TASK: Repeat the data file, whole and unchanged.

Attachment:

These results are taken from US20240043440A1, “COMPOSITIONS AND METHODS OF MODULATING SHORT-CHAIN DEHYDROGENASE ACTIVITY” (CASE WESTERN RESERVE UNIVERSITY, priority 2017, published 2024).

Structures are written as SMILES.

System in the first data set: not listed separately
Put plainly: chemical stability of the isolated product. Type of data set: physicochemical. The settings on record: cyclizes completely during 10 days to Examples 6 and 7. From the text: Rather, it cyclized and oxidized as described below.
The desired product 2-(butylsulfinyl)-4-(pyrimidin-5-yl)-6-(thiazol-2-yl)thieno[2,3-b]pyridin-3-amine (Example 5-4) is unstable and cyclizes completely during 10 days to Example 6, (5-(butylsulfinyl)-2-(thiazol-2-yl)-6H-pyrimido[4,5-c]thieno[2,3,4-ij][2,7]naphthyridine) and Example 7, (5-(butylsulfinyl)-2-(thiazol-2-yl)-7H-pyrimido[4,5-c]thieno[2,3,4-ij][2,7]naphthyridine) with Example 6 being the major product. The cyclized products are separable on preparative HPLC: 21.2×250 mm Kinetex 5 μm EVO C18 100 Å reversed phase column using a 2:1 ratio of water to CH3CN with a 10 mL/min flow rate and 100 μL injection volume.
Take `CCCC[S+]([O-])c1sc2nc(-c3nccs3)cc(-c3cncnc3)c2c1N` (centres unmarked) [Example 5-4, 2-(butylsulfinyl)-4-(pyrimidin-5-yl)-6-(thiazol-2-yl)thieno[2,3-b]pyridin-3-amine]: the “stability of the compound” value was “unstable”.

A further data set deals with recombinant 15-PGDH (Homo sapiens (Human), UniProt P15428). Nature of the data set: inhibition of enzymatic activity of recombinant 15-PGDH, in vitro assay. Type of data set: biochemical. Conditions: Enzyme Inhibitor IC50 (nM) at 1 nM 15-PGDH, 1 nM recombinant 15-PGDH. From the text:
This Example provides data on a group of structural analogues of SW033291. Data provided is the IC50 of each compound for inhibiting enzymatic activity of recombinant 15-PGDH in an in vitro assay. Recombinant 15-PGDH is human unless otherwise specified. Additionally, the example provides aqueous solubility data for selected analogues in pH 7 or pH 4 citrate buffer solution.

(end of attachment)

These results are taken from US20240043440A1, “COMPOSITIONS AND METHODS OF MODULATING SHORT-CHAIN DEHYDROGENASE ACTIVITY” (CASE WESTERN RESERVE UNIVERSITY, priority 2017, published 2024).

Structures are written as SMILES.

System in the first data set: not listed separately
Put plainly: chemical stability of the isolated product. Type of data set: physicochemical. The settings on record: cyclizes completely during 10 days to Examples 6 and 7. From the text: Rather, it cyclized and oxidized as described below.
The desired product 2-(butylsulfinyl)-4-(pyrimidin-5-yl)-6-(thiazol-2-yl)thieno[2,3-b]pyridin-3-amine (Example 5-4) is unstable and cyclizes completely during 10 days to Example 6, (5-(butylsulfinyl)-2-(thiazol-2-yl)-6H-pyrimido[4,5-c]thieno[2,3,4-ij][2,7]naphthyridine) and Example 7, (5-(butylsulfinyl)-2-(thiazol-2-yl)-7H-pyrimido[4,5-c]thieno[2,3,4-ij][2,7]naphthyridine) with Example 6 being the major product. The cyclized products are separable on preparative HPLC: 21.2×250 mm Kinetex 5 μm EVO C18 100 Å reversed phase column using a 2:1 ratio of water to CH3CN with a 10 mL/min flow rate and 100 μL injection volume.
Take `CCCC[S+]([O-])c1sc2nc(-c3nccs3)cc(-c3cncnc3)c2c1N` (centres unmarked) [Example 5-4, 2-(butylsulfinyl)-4-(pyrimidin-5-yl)-6-(thiazol-2-yl)thieno[2,3-b]pyridin-3-amine]: the “stability of the compound” value was “unstable”.

A further data set deals with recombinant 15-PGDH (Homo sapiens (Human), UniProt P15428). Nature of the data set: inhibition of enzymatic activity of recombinant 15-PGDH, in vitro assay. Type of data set: biochemical. Conditions: Enzyme Inhibitor IC50 (nM) at 1 nM 15-PGDH, 1 nM recombinant 15-PGDH. From the text:
This Example provides data on a group of structural analogues of SW033291. Data provided is the IC50 of each compound for inhibiting enzymatic activity of recombinant 15-PGDH in an in vitro assay. Recombinant 15-PGDH is human unless otherwise specified. Additionally, the example provides aqueous solubility data for selected analogues in pH 7 or pH 4 citrate buffer solution.